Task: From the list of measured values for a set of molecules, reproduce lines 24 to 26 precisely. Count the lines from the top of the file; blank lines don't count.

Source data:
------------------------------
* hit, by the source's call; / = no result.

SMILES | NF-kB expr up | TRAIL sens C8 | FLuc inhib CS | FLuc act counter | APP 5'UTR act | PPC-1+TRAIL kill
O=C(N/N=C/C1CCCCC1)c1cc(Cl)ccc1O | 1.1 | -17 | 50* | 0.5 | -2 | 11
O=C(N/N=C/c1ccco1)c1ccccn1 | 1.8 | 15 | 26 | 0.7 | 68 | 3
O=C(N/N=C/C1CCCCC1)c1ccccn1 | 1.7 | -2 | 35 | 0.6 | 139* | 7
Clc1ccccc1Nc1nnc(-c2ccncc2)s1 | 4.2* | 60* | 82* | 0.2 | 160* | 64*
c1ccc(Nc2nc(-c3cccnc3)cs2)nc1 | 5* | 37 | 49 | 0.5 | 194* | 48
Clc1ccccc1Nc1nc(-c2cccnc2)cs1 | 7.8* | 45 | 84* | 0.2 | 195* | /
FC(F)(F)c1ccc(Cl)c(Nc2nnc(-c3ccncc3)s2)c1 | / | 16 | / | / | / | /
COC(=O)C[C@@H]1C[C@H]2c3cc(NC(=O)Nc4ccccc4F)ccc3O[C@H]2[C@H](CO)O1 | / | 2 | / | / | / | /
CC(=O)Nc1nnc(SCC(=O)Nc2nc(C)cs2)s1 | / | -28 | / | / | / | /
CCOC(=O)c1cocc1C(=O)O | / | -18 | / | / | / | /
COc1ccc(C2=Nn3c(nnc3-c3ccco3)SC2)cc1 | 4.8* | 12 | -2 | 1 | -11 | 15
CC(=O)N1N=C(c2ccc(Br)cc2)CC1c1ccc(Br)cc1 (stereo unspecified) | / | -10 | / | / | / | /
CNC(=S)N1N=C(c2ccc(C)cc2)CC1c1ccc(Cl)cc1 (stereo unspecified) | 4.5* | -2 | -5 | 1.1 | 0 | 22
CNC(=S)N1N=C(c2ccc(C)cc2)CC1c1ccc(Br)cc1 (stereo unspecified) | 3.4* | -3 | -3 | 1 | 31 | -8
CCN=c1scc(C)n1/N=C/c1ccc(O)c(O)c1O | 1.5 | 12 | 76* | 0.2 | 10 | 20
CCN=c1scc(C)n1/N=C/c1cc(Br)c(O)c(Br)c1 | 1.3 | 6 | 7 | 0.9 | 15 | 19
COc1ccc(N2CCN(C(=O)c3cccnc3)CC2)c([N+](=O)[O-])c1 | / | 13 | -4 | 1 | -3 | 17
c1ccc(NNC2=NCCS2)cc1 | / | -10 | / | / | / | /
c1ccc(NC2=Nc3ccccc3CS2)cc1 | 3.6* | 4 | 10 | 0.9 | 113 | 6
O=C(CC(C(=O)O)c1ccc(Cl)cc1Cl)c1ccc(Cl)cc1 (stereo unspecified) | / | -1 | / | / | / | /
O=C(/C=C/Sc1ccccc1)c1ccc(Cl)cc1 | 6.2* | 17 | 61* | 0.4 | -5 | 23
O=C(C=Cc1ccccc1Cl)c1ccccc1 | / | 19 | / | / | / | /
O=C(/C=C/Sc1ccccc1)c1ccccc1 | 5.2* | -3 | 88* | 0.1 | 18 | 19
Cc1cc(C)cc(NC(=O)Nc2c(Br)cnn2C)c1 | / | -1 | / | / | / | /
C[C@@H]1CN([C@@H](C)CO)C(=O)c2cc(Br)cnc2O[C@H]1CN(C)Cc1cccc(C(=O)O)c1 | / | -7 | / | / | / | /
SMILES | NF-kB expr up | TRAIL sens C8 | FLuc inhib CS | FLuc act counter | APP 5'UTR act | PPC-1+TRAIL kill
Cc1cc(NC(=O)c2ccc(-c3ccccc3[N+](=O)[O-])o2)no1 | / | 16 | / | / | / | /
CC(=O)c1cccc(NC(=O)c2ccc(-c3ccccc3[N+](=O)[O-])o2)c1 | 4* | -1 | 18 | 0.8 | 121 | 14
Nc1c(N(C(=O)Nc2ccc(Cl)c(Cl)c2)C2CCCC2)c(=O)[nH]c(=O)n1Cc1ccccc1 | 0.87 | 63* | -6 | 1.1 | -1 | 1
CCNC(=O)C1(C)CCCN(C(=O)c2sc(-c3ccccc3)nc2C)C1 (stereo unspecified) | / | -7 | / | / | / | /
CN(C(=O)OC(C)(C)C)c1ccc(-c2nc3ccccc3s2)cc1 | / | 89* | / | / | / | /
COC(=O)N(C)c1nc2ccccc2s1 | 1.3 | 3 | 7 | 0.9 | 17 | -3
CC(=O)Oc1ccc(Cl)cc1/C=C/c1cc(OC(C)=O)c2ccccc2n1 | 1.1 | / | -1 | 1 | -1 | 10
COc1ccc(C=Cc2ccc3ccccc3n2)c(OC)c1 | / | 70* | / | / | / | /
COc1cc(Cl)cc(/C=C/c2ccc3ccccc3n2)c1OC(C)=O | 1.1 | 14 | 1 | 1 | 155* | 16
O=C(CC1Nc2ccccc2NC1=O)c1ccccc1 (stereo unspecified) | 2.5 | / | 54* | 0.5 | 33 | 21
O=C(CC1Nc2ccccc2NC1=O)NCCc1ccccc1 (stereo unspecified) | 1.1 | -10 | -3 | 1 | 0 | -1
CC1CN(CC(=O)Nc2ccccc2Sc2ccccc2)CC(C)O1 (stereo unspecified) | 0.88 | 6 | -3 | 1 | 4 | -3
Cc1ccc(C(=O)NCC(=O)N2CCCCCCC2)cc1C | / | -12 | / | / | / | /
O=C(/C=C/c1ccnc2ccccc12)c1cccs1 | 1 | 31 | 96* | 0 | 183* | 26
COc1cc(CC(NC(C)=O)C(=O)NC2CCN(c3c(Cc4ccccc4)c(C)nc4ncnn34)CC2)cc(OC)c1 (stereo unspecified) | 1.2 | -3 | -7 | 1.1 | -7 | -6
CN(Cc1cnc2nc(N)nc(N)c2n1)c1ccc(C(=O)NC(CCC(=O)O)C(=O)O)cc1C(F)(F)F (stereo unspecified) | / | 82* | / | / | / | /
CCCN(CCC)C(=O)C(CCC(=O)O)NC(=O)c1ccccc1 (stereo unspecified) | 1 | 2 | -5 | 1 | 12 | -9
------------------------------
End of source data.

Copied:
O=C(C=Cc1ccccc1Cl)c1ccccc1 | / | 19 | / | / | / | /
O=C(/C=C/Sc1ccccc1)c1ccccc1 | 5.2* | -3 | 88* | 0.1 | 18 | 19
Cc1cc(C)cc(NC(=O)Nc2c(Br)cnn2C)c1 | / | -1 | / | / | / | /